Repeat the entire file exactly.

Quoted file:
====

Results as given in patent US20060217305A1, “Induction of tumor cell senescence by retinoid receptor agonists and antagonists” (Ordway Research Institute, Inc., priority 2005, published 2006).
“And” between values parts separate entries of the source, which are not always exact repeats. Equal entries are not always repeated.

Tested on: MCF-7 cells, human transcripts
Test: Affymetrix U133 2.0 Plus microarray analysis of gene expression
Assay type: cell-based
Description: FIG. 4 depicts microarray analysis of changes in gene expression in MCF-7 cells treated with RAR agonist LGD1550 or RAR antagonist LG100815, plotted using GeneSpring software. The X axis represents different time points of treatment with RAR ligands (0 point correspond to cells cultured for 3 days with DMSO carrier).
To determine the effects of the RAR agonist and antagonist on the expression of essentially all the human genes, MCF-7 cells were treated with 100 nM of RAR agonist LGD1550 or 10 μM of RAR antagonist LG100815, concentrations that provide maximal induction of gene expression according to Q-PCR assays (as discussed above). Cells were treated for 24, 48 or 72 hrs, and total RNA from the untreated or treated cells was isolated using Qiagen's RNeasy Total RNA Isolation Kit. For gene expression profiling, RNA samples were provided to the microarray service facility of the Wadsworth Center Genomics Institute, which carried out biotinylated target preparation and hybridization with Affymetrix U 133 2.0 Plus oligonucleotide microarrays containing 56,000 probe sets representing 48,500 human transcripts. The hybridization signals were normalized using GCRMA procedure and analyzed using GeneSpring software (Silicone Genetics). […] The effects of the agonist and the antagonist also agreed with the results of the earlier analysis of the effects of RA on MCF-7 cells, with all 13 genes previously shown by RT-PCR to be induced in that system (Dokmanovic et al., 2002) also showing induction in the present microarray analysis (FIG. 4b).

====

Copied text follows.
Results as given in patent US20060217305A1, “Induction of tumor cell senescence by retinoid receptor agonists and antagonists” (Ordway Research Institute, Inc., priority 2005, published 2006).
“And” between values parts separate entries of the source, which are not always exact repeats. Equal entries are not always repeated.

Tested on: MCF-7 cells, human transcripts
Test: Affymetrix U133 2.0 Plus microarray analysis of gene expression
Assay type: cell-based
Description: FIG. 4 depicts microarray analysis of changes in gene expression in MCF-7 cells treated with RAR agonist LGD1550 or RAR antagonist LG100815, plotted using GeneSpring software. The X axis represents different time points of treatment with RAR ligands (0 point correspond to cells cultured for 3 days with DMSO carrier).
To determine the effects of the RAR agonist and antagonist on the expression of essentially all the human genes, MCF-7 cells were treated with 100 nM of RAR agonist LGD1550 or 10 μM of RAR antagonist LG100815, concentrations that provide maximal induction of gene expression according to Q-PCR assays (as discussed above). Cells were treated for 24, 48 or 72 hrs, and total RNA from the untreated or treated cells was isolated using Qiagen's RNeasy Total RNA Isolation Kit. For gene expression profiling, RNA samples were provided to the microarray service facility of the Wadsworth Center Genomics Institute, which carried out biotinylated target preparation and hybridization with Affymetrix U 133 2.0 Plus oligonucleotide microarrays containing 56,000 probe sets representing 48,500 human transcripts. The hybridization signals were normalized using GCRMA procedure and analyzed using GeneSpring software (Silicone Genetics). […] The effects of the agonist and the antagonist also agreed with the results of the earlier analysis of the effects of RA on MCF-7 cells, with all 13 genes previously shown by RT-PCR to be induced in that system (Dokmanovic et al., 2002) also showing induction in the present microarray analysis (FIG. 4b).